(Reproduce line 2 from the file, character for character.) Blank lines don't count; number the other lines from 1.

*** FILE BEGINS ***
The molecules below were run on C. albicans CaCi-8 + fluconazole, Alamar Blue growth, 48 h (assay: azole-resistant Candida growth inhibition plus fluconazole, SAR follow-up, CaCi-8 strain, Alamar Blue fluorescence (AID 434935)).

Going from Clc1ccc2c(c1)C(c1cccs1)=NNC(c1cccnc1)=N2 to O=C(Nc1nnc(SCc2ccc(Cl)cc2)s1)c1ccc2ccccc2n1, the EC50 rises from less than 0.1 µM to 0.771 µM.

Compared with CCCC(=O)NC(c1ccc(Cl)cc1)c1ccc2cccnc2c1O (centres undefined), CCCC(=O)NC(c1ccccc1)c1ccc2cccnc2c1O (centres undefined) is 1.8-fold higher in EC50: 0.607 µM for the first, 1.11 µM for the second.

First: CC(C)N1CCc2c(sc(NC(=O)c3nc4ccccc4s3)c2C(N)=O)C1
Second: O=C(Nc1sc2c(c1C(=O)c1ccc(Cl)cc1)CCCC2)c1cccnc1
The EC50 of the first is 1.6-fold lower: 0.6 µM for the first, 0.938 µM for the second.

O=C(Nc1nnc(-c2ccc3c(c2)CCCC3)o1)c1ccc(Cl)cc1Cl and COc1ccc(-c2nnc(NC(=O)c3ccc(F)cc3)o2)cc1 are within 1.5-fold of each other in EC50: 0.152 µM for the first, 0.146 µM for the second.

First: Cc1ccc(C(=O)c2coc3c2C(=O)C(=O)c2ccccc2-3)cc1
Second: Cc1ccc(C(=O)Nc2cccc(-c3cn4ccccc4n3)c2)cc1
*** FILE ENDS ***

Going from Clc1ccc2c(c1)C(c1cccs1)=NNC(c1cccnc1)=N2 to O=C(Nc1nnc(SCc2ccc(Cl)cc2)s1)c1ccc2ccccc2n1, the EC50 rises from less than 0.1 µM to 0.771 µM.